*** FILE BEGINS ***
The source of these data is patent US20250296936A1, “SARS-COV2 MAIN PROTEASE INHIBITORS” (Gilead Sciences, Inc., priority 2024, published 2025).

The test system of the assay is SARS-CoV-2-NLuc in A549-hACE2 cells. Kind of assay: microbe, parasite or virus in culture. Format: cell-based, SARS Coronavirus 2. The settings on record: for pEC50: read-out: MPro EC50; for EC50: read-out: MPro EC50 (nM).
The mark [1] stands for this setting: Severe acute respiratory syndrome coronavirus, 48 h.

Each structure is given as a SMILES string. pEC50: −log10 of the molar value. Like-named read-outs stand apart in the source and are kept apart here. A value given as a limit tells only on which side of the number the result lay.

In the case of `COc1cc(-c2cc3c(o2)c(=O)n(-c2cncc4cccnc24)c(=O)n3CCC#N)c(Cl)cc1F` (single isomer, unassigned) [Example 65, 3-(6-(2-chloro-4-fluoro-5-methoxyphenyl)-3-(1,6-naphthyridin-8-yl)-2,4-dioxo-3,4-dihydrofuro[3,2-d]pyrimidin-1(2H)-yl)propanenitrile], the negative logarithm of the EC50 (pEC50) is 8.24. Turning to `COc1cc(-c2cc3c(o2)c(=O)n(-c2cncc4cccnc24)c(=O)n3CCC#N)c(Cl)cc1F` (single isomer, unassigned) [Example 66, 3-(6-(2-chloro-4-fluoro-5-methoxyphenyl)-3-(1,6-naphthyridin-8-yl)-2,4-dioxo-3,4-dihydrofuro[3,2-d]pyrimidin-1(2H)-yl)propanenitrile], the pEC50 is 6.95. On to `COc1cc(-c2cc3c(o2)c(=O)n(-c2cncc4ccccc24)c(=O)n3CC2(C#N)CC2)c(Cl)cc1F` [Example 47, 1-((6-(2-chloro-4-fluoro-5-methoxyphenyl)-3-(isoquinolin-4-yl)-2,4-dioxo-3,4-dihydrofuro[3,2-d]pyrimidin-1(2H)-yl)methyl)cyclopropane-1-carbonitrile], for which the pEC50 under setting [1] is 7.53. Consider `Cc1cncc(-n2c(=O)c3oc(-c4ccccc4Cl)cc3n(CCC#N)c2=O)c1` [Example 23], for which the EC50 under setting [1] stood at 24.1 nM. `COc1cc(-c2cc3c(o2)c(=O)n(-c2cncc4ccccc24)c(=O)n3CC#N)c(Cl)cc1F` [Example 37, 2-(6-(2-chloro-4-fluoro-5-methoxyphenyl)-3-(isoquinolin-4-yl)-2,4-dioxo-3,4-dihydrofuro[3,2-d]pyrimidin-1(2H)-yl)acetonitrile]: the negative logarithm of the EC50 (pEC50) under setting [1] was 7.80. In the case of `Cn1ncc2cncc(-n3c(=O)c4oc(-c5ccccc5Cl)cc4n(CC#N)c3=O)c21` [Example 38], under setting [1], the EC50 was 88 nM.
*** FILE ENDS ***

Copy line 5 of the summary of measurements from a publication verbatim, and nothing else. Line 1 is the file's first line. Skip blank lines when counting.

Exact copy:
In the case of `COc1cc(-c2cc3c(o2)c(=O)n(-c2cncc4cccnc24)c(=O)n3CCC#N)c(Cl)cc1F` (single isomer, unassigned) [Example 65, 3-(6-(2-chloro-4-fluoro-5-methoxyphenyl)-3-(1,6-naphthyridin-8-yl)-2,4-dioxo-3,4-dihydrofuro[3,2-d]pyrimidin-1(2H)-yl)propanenitrile], the negative logarithm of the EC50 (pEC50) is 8.24. Turning to `COc1cc(-c2cc3c(o2)c(=O)n(-c2cncc4cccnc24)c(=O)n3CCC#N)c(Cl)cc1F` (single isomer, unassigned) [Example 66, 3-(6-(2-chloro-4-fluoro-5-methoxyphenyl)-3-(1,6-naphthyridin-8-yl)-2,4-dioxo-3,4-dihydrofuro[3,2-d]pyrimidin-1(2H)-yl)propanenitrile], the pEC50 is 6.95. On to `COc1cc(-c2cc3c(o2)c(=O)n(-c2cncc4ccccc24)c(=O)n3CC2(C#N)CC2)c(Cl)cc1F` [Example 47, 1-((6-(2-chloro-4-fluoro-5-methoxyphenyl)-3-(isoquinolin-4-yl)-2,4-dioxo-3,4-dihydrofuro[3,2-d]pyrimidin-1(2H)-yl)methyl)cyclopropane-1-carbonitrile], for which the pEC50 under setting [1] is 7.53. Consider `Cc1cncc(-n2c(=O)c3oc(-c4ccccc4Cl)cc3n(CCC#N)c2=O)c1` [Example 23], for which the EC50 under setting [1] stood at 24.1 nM. `COc1cc(-c2cc3c(o2)c(=O)n(-c2cncc4ccccc24)c(=O)n3CC#N)c(Cl)cc1F` [Example 37, 2-(6-(2-chloro-4-fluoro-5-methoxyphenyl)-3-(isoquinolin-4-yl)-2,4-dioxo-3,4-dihydrofuro[3,2-d]pyrimidin-1(2H)-yl)acetonitrile]: the negative logarithm of the EC50 (pEC50) under setting [1] was 7.80. In the case of `Cn1ncc2cncc(-n3c(=O)c4oc(-c5ccccc5Cl)cc4n(CC#N)c3=O)c21` [Example 38], under setting [1], the EC50 was 88 nM.